SIOUX CITY – The Sioux City school district plans to purchase 16,000 rapid COVID-19 tests for students who experience symptoms during the school day.
But a school nurse is sounding the alarm over the logistics of administering the tests in school buildings.
Nurse Julie Johnson, who oversees 2,200 students at Bryant Elementary and North High School, told the school board Monday there are many hurdles to overcome for nurses to start giving the tests.
Currently, Johnson said there are no written protocols or procedures for the in-school testing. In a clinical setting, Johnson said there are protocols for any procedure.
Asked by board vice chair Monique Scarlett if nurses are prepared to administer the rapid tests, Johnson said no.
Under the district's plans, students exhibiting symptoms of the virus would be sent to a designated “caring room” to visit the school nurse. The nurse or a certified assistant would then call the student’s parents or guardians, who would have to provide both verbal and written permission for the test to be performed at school.
If granted, the nurse would then administer the rapid test, which delivers a positive or negative reading in a few minutes, compared to several days for a more accurate PCR test.
Despite conversations regarding the testing that began publicly in August, Johnson said nurses have not been approached regarding procedures or plans.
The district also does not have enough registered nurses to administer the tests, Johnson said.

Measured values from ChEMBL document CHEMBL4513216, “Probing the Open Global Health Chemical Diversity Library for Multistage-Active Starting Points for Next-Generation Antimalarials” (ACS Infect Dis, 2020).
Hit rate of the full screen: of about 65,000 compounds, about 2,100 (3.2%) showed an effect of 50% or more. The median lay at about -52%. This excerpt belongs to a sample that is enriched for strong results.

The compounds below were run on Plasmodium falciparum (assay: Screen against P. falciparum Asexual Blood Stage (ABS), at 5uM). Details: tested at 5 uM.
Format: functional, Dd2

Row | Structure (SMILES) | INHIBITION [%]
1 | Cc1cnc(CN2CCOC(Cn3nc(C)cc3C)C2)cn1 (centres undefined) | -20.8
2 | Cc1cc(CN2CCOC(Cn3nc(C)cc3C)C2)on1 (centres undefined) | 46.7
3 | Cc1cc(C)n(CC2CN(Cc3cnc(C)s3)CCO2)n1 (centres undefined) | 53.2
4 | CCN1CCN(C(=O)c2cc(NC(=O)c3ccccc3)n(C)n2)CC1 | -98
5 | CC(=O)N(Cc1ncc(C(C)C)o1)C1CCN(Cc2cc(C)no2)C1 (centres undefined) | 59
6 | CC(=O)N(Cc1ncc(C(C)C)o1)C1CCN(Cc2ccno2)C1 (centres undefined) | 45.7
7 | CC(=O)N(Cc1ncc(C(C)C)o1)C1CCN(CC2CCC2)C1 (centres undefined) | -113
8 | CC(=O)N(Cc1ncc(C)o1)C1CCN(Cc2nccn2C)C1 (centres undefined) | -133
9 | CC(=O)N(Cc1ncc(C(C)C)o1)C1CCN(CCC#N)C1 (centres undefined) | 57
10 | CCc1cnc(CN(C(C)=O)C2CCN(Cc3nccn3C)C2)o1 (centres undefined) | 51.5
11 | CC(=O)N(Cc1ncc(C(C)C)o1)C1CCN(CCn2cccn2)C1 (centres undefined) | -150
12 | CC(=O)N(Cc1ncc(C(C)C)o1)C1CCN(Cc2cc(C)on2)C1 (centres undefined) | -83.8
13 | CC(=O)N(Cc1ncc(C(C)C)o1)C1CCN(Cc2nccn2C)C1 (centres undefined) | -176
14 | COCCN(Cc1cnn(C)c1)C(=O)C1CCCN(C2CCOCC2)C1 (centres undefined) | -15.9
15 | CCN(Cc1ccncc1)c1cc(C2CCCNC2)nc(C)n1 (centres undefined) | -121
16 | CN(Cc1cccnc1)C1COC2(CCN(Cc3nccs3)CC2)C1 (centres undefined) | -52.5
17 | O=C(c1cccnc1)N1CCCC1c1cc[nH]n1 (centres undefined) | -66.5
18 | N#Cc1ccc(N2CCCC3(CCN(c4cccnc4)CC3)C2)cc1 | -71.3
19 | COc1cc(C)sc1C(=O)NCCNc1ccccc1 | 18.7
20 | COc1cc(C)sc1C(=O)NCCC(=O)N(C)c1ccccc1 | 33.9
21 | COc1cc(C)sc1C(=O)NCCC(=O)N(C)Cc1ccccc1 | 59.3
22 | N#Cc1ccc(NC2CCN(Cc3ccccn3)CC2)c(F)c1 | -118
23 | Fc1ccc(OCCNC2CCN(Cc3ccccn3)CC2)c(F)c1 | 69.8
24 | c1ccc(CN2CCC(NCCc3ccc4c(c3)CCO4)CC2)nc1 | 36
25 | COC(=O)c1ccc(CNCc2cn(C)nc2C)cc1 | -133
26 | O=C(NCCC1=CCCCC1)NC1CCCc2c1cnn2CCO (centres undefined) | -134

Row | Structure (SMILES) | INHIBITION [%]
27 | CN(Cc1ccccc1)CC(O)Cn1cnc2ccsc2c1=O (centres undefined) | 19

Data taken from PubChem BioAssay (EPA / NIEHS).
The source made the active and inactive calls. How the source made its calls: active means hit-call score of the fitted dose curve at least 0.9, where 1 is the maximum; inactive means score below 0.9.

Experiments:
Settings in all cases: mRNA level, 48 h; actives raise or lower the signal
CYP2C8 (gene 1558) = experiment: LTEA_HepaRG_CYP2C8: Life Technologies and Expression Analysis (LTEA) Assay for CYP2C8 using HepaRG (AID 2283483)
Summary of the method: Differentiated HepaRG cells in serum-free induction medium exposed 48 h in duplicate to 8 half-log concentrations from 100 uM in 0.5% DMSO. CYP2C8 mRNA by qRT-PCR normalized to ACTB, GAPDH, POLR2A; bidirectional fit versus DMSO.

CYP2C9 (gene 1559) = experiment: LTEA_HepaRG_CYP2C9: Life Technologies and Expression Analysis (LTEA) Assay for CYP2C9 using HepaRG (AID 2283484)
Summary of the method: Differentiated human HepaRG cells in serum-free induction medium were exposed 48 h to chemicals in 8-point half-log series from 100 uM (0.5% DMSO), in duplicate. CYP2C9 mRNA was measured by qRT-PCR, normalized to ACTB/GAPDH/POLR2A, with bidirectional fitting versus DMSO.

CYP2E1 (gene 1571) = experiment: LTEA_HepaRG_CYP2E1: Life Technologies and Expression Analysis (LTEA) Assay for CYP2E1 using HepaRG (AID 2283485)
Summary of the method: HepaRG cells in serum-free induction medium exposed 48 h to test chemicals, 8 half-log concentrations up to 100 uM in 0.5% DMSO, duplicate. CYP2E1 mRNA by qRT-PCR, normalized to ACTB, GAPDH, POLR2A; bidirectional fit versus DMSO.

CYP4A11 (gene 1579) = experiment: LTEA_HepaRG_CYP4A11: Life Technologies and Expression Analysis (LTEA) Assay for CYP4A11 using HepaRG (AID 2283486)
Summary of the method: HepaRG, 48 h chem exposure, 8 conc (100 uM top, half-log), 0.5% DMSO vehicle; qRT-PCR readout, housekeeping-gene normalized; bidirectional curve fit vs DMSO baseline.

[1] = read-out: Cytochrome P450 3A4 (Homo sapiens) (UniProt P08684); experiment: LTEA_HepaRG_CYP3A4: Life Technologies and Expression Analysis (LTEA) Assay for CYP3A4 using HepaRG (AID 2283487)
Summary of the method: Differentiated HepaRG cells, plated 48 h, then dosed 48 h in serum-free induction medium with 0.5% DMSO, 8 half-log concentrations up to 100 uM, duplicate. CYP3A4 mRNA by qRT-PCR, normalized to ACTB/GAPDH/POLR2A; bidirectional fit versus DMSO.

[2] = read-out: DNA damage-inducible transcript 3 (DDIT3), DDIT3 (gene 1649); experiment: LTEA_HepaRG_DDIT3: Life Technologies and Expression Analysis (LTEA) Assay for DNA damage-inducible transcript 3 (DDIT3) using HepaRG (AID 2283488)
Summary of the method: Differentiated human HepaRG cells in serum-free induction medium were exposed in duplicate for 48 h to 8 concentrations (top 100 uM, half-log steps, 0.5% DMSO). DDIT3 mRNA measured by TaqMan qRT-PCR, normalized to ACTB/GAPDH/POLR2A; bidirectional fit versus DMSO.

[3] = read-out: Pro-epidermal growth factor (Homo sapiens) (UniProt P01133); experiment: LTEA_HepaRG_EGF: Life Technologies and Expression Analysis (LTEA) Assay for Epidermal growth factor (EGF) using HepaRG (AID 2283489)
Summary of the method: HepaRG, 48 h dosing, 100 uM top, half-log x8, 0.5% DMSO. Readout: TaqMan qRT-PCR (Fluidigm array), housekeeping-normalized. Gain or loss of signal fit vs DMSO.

RNs, she said, are not licensed to diagnose or order a diagnostic test. Orders for tests must be done by practitioners, she said.
The school district recently received a clinical Laboratory Improvement Amendments (CLIA) waiver from the Iowa Department of Public Health to perform the tests in its 20 school buildings.
With the CLIA waiver, school nurses may perform antigen testing if they are trained in specimen collection and conducting the test per manufacturer’s instructions, according to the Center for Disease Control and Prevention.
Johnson said the school has approval to function as a CLIA lab, but has no knowledge on how it would be implemented.
The RNs will be easily trained to administer the tests, Johnson said, but the nurses would have to delegate the procedures to the Certified Nursing Assistants and there are specific steps for delegation of tasks.
Johnson said many of the nurse’s offices do not have the space available to perform the tests.
“Currently, there’ll be several offices that don’t even have the space, don’t have the counter space, don’t have the privacy, don’t have any of the setup that you would need for lab testing,” she said.
The schools have never performed diagnostic testing, including pregnancy tests and drug tests.
Johnson recommended the district partner with community organizations instead.
The school board acknowledged the ESSER III plan Monday night which allows the district administration to move forward with the plans. Items for approval are expected to be brought before the board beginning at the next regular meeting.